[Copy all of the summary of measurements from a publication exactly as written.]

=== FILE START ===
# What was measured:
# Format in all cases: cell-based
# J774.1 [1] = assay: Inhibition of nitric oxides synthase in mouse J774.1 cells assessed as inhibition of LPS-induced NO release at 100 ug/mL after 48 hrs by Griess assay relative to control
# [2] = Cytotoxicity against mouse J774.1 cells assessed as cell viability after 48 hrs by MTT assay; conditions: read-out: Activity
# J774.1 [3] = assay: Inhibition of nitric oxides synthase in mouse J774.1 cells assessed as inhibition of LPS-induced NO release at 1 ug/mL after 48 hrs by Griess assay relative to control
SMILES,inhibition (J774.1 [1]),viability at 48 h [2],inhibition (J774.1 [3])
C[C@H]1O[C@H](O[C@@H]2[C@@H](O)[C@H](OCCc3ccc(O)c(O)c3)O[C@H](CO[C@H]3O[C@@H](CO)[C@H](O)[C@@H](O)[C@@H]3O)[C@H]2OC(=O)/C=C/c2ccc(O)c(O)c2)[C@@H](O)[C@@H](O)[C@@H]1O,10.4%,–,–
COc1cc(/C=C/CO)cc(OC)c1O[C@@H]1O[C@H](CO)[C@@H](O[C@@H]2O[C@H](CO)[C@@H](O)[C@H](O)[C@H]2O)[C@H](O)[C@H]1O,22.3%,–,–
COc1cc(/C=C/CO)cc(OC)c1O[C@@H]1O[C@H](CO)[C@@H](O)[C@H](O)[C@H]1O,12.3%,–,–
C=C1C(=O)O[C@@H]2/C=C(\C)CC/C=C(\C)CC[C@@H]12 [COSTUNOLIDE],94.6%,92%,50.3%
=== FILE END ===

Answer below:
# What was measured:
# Format in all cases: cell-based
# J774.1 [1] = assay: Inhibition of nitric oxides synthase in mouse J774.1 cells assessed as inhibition of LPS-induced NO release at 100 ug/mL after 48 hrs by Griess assay relative to control
# [2] = Cytotoxicity against mouse J774.1 cells assessed as cell viability after 48 hrs by MTT assay; conditions: read-out: Activity
# J774.1 [3] = assay: Inhibition of nitric oxides synthase in mouse J774.1 cells assessed as inhibition of LPS-induced NO release at 1 ug/mL after 48 hrs by Griess assay relative to control
SMILES,inhibition (J774.1 [1]),viability at 48 h [2],inhibition (J774.1 [3])
C[C@H]1O[C@H](O[C@@H]2[C@@H](O)[C@H](OCCc3ccc(O)c(O)c3)O[C@H](CO[C@H]3O[C@@H](CO)[C@H](O)[C@@H](O)[C@@H]3O)[C@H]2OC(=O)/C=C/c2ccc(O)c(O)c2)[C@@H](O)[C@@H](O)[C@@H]1O,10.4%,–,–
COc1cc(/C=C/CO)cc(OC)c1O[C@@H]1O[C@H](CO)[C@@H](O[C@@H]2O[C@H](CO)[C@@H](O)[C@H](O)[C@H]2O)[C@H](O)[C@H]1O,22.3%,–,–
COc1cc(/C=C/CO)cc(OC)c1O[C@@H]1O[C@H](CO)[C@@H](O)[C@H](O)[C@H]1O,12.3%,–,–
C=C1C(=O)O[C@@H]2/C=C(\C)CC/C=C(\C)CC[C@@H]12 [COSTUNOLIDE],94.6%,92%,50.3%